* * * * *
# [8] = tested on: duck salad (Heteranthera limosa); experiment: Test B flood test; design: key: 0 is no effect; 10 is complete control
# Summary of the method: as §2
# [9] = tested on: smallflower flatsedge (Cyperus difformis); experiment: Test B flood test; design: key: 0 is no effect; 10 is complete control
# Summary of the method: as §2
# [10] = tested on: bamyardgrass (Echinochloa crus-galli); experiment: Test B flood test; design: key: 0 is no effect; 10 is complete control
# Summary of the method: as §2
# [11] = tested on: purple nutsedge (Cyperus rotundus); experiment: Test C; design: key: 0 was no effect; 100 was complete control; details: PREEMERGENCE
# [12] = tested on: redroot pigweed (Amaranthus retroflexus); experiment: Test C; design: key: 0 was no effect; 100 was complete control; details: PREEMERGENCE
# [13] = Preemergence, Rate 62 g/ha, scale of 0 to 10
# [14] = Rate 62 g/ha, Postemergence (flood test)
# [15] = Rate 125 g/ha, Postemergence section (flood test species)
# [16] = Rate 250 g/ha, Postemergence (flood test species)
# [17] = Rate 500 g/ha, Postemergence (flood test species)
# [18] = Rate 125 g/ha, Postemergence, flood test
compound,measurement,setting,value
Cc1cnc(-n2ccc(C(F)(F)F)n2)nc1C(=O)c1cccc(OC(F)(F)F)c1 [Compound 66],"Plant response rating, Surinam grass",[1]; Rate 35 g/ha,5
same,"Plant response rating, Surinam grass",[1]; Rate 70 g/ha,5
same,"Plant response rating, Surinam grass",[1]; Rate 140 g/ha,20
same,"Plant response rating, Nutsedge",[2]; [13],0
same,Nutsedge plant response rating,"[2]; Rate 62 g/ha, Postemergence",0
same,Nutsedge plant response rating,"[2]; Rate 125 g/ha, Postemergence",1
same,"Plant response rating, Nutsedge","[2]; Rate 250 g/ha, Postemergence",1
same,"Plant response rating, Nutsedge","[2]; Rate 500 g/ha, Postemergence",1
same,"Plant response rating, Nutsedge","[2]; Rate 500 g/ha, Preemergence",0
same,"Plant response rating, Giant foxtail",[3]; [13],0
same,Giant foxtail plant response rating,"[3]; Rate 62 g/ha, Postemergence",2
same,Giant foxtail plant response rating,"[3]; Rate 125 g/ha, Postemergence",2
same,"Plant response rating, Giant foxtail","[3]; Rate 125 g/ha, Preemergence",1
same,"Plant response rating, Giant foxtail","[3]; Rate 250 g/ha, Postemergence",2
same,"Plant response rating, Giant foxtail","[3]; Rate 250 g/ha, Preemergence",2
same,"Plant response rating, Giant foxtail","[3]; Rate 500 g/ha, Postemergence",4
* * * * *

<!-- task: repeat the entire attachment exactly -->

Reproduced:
# [8] = tested on: duck salad (Heteranthera limosa); experiment: Test B flood test; design: key: 0 is no effect; 10 is complete control
# Summary of the method: as §2
# [9] = tested on: smallflower flatsedge (Cyperus difformis); experiment: Test B flood test; design: key: 0 is no effect; 10 is complete control
# Summary of the method: as §2
# [10] = tested on: bamyardgrass (Echinochloa crus-galli); experiment: Test B flood test; design: key: 0 is no effect; 10 is complete control
# Summary of the method: as §2
# [11] = tested on: purple nutsedge (Cyperus rotundus); experiment: Test C; design: key: 0 was no effect; 100 was complete control; details: PREEMERGENCE
# [12] = tested on: redroot pigweed (Amaranthus retroflexus); experiment: Test C; design: key: 0 was no effect; 100 was complete control; details: PREEMERGENCE
# [13] = Preemergence, Rate 62 g/ha, scale of 0 to 10
# [14] = Rate 62 g/ha, Postemergence (flood test)
# [15] = Rate 125 g/ha, Postemergence section (flood test species)
# [16] = Rate 250 g/ha, Postemergence (flood test species)
# [17] = Rate 500 g/ha, Postemergence (flood test species)
# [18] = Rate 125 g/ha, Postemergence, flood test
compound,measurement,setting,value
Cc1cnc(-n2ccc(C(F)(F)F)n2)nc1C(=O)c1cccc(OC(F)(F)F)c1 [Compound 66],"Plant response rating, Surinam grass",[1]; Rate 35 g/ha,5
same,"Plant response rating, Surinam grass",[1]; Rate 70 g/ha,5
same,"Plant response rating, Surinam grass",[1]; Rate 140 g/ha,20
same,"Plant response rating, Nutsedge",[2]; [13],0
same,Nutsedge plant response rating,"[2]; Rate 62 g/ha, Postemergence",0
same,Nutsedge plant response rating,"[2]; Rate 125 g/ha, Postemergence",1
same,"Plant response rating, Nutsedge","[2]; Rate 250 g/ha, Postemergence",1
same,"Plant response rating, Nutsedge","[2]; Rate 500 g/ha, Postemergence",1
same,"Plant response rating, Nutsedge","[2]; Rate 500 g/ha, Preemergence",0
same,"Plant response rating, Giant foxtail",[3]; [13],0
same,Giant foxtail plant response rating,"[3]; Rate 62 g/ha, Postemergence",2
same,Giant foxtail plant response rating,"[3]; Rate 125 g/ha, Postemergence",2
same,"Plant response rating, Giant foxtail","[3]; Rate 125 g/ha, Preemergence",1
same,"Plant response rating, Giant foxtail","[3]; Rate 250 g/ha, Postemergence",2
same,"Plant response rating, Giant foxtail","[3]; Rate 250 g/ha, Preemergence",2
same,"Plant response rating, Giant foxtail","[3]; Rate 500 g/ha, Postemergence",4